- Call the dealership where you purchased the car. Provide your vehicle’s VIN and mileage, and the dealership should be able to find the terms of your warranty, when the car was purchased and if your vehicle is still covered.
If you’ve had the vehicle for a while and the dealership can’t help you, you can pay for a vehicle history report through a company like Carfax.
My manufacturer’s warranty expired — now what?
When the manufacturer’s warranty expires, many people consider two options: trading the car in or buying an extended warranty plan or mechanical breakdown insurance.
You aren’t required to have a car warranty at all, despite what some scam callers say. Still, some people don’t like the idea of paying out of pocket for unexpected repair costs.
An extended warranty is usually only worth it if you rely on an older vehicle as your primary mode of transportation and you plan to keep it for several more years. You can buy one at any time from a car warranty company.
If you extend coverage, it lasts as long as your contract states. “The industry average is three- to seven-year plans, depending on level of coverage. But there are some like Toco and olive that do month to month,” according to a ConsumerAffairs concierge team member.
Manufacturer warranty vs. extended warranty
Manufacturers’ and extended warranties offer car owners similar financial protections. However, they do have some important differences.
Technically, only a manufacturer can issue a warranty. Extended auto warranties are actually vehicle service contracts.
A real car warranty is defined as “a contract to fix certain defects or malfunctions for a specific amount of time after you buy a car” by the Federal Trade Commission. On the other hand, a service contract is an agreement by a third party “to perform (or pay for) certain repairs or services.”
A vehicle service contract is sometimes called an “extended warranty” because the coverage mimics the original manufacturer’s warranty protection.
|Manufacturer’s warranty||Extended car warranty (VSC)|
|Technically a warranty||Technically a vehicle service contract|
|Provided by car manufacturer||Offered by dealers and third parties|
|Typically lasts three to 10 years||Typically lasts three to seven years|
|No waiting period||Usually a waiting period|
|Included in vehicle price||Additional cost (negotiable)|
Car warranty FAQ
How does a manufacturer’s warranty work?
When it comes time to use your warranty coverage, the process is relatively simple. If there's a problem with your vehicle and your coverage is still active, you should be able to get it fixed at no cost at an approved dealership.
Depending on the car model you have, your manufacturer may have strict guidelines for how a car must be maintained to qualify for warranty coverage. Some manufacturers require you to follow a specific maintenance schedule. You’ll need to have your repairs done at a dealer selling your make of vehicle.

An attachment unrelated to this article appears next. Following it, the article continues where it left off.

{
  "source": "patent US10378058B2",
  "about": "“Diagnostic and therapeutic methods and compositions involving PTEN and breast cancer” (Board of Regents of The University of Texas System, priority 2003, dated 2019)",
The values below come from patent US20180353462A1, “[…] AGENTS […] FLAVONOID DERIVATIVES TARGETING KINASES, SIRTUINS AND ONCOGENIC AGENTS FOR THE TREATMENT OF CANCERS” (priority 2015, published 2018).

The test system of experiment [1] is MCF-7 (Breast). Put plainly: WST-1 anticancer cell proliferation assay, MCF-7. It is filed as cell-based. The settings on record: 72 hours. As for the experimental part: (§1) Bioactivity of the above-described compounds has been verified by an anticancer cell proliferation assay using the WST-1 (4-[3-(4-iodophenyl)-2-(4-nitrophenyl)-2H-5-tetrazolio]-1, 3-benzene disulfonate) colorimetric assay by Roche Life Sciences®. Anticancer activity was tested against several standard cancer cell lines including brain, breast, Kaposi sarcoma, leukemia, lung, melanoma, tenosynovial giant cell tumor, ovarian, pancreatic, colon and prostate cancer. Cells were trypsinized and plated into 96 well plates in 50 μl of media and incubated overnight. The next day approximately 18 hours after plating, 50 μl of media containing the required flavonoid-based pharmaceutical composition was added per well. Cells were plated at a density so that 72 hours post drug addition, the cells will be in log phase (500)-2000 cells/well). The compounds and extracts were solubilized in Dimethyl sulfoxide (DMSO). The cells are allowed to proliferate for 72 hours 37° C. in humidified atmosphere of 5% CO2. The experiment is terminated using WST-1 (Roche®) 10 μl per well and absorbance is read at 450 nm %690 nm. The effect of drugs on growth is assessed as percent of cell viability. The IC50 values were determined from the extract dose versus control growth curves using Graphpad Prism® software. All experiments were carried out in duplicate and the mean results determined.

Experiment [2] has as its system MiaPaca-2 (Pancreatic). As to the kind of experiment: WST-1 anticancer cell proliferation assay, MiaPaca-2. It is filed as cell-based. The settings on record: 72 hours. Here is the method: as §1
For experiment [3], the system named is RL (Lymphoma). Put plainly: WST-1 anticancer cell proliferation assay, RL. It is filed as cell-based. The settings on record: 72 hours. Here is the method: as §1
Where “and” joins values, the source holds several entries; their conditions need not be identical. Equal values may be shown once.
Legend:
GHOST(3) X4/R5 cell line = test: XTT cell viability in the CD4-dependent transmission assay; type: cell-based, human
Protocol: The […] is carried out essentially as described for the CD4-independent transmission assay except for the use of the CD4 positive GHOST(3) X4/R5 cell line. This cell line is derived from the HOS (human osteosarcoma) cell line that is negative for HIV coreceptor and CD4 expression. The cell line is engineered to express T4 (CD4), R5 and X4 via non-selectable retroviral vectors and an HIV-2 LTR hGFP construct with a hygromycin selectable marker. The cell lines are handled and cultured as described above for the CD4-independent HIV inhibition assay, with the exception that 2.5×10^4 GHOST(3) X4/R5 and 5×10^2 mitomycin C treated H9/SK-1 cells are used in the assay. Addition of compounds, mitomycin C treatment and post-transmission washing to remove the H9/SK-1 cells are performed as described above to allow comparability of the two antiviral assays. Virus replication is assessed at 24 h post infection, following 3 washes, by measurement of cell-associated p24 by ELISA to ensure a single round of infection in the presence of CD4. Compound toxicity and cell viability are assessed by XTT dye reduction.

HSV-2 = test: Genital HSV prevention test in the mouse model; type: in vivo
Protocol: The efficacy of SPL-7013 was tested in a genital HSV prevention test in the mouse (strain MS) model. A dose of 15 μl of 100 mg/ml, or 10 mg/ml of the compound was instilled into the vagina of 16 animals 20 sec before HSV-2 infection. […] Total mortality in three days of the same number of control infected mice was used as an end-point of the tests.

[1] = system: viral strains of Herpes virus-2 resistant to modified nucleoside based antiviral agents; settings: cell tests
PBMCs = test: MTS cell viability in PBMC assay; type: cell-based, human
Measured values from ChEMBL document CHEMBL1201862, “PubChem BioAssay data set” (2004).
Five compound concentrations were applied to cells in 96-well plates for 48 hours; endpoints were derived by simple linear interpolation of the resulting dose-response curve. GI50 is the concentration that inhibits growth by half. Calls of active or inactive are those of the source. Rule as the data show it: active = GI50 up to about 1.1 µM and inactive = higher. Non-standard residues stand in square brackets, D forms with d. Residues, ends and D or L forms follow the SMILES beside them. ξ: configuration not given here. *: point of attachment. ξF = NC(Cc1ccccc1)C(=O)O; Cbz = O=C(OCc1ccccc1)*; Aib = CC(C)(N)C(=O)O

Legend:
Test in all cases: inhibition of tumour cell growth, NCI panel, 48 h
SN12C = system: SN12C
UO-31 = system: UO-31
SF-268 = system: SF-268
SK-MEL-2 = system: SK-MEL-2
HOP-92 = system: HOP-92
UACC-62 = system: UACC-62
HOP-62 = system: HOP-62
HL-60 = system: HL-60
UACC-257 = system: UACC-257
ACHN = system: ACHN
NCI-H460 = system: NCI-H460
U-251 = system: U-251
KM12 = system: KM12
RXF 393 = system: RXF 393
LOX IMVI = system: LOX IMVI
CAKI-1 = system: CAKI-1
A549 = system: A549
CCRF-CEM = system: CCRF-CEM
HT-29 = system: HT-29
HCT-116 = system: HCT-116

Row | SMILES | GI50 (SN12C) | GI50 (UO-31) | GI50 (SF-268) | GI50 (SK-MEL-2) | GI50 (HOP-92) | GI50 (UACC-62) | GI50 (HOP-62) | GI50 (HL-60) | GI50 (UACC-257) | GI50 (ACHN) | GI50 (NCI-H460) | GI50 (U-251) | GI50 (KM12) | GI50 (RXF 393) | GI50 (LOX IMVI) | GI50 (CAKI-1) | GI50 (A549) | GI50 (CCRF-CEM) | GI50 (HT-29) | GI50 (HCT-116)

What is the difference between a dealer warranty and a manufacturer’s warranty?
One is provided by the dealership, and the other comes from the manufacturer. Most dealers advertise a limited service warranty on used cars, often a “90-day or 3,000-mile guarantee” or something similar. The factory warranty comes with new cars and is backed by the automaker for much longer (usually at least three years or 36,000 miles).
Both are different from the extended car warranty plan a salesperson is likely to offer you when you buy a new or pre-owned vehicle.
Can a used car still be under a manufacturer's warranty?
Yes, used cars may still be covered under the warranty that originally came with the vehicle when it was new. Dealerships are required to provide a “Buyers Guide” with every used vehicle, according to the FTC. The guide tells you if the manufacturer’s warranty still applies.
What voids a manufacturer’s warranty?
Depending on the car model you own, your manufacturer has strict guidelines for how a car must be treated and maintained in order to qualify for warranty coverage. Sometimes, getting alterations or aftermarket modifications can void a manufacturer’s warranty. Racing in speed competitions could also void your coverage.
Follow the rules from your manufacturer to keep your car in the right condition and maintain your warranty coverage.
If my car is under warranty, do I have to pay for a service?
It depends on if the service is covered by the warranty and the type of warranty you have. If your vehicle is covered by the original manufacturer’s warranty or a dealership warranty and you have a valid claim, you won’t have to pay for repairs or replacements. Vehicle service contracts usually have a deductible that you have to pay toward repairs.
- Article sources
- ConsumerAffairs writers primarily rely on government data, industry experts and original research from other reputable publications to inform their work. To learn more about the content on our site, visit our FAQ page.
- Consumer Finance Protection Bureau, “What is the difference between a manufacturer’s warranty and an extended vehicle warranty or service contract?” Accessed Nov. 16, 2021.
- Federal Trade Commission, “Auto Warranties and Service Contracts.” Accessed Nov. 16, 2021.
- Federal Trade Commission, “Buying a Used Car From a Dealer.” Accessed Nov. 16, 2021.
- USA.gov, “Car Complaints.” Accessed Nov. 16, 2021.
- J.D. Power, “How to Check if a Car Is Still Under Warranty.” Accessed Nov. 18, 2021.